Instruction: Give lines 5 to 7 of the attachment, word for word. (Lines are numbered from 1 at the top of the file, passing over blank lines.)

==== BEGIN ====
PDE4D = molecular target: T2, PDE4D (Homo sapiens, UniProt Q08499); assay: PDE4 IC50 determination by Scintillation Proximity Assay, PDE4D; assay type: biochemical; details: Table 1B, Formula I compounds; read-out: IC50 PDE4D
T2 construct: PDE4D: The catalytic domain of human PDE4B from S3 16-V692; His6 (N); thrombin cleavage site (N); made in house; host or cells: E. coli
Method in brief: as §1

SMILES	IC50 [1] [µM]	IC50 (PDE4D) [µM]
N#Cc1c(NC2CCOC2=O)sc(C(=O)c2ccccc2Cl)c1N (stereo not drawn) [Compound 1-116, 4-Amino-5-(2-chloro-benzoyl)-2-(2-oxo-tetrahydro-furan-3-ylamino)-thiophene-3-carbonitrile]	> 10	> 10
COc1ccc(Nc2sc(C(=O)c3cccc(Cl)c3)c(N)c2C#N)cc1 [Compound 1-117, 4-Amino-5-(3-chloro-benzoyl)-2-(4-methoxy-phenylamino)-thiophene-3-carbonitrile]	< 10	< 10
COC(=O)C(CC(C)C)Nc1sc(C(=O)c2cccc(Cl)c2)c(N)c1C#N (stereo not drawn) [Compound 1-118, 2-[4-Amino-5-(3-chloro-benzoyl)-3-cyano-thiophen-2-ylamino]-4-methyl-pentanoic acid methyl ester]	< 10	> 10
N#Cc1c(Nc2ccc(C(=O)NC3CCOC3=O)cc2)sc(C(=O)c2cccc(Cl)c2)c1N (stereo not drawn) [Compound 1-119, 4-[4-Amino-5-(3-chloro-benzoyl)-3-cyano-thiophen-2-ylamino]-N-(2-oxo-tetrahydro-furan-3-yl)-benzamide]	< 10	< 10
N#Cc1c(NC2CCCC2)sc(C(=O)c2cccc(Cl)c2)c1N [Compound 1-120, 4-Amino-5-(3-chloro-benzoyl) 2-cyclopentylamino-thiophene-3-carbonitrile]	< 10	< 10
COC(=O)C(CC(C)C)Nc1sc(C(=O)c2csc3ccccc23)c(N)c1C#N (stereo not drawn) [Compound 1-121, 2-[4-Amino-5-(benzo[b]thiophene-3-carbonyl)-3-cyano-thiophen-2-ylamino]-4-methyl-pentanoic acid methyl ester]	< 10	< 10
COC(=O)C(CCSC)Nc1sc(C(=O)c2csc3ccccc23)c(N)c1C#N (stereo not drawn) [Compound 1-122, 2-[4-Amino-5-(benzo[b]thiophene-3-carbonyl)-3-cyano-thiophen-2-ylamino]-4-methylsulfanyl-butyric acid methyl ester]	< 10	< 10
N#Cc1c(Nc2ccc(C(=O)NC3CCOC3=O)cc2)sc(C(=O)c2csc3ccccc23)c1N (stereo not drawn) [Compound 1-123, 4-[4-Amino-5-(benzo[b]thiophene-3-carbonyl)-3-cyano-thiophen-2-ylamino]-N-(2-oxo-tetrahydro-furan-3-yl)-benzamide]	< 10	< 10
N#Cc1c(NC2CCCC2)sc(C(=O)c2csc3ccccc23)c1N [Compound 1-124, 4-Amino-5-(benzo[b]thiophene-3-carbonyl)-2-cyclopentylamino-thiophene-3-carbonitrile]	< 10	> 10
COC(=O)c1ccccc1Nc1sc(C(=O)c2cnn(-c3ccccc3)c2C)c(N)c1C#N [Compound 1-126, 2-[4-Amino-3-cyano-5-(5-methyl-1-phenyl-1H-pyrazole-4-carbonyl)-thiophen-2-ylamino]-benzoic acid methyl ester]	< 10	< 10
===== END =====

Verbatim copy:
N#Cc1c(NC2CCOC2=O)sc(C(=O)c2ccccc2Cl)c1N (stereo not drawn) [Compound 1-116, 4-Amino-5-(2-chloro-benzoyl)-2-(2-oxo-tetrahydro-furan-3-ylamino)-thiophene-3-carbonitrile]	> 10	> 10
COc1ccc(Nc2sc(C(=O)c3cccc(Cl)c3)c(N)c2C#N)cc1 [Compound 1-117, 4-Amino-5-(3-chloro-benzoyl)-2-(4-methoxy-phenylamino)-thiophene-3-carbonitrile]	< 10	< 10
COC(=O)C(CC(C)C)Nc1sc(C(=O)c2cccc(Cl)c2)c(N)c1C#N (stereo not drawn) [Compound 1-118, 2-[4-Amino-5-(3-chloro-benzoyl)-3-cyano-thiophen-2-ylamino]-4-methyl-pentanoic acid methyl ester]	< 10	> 10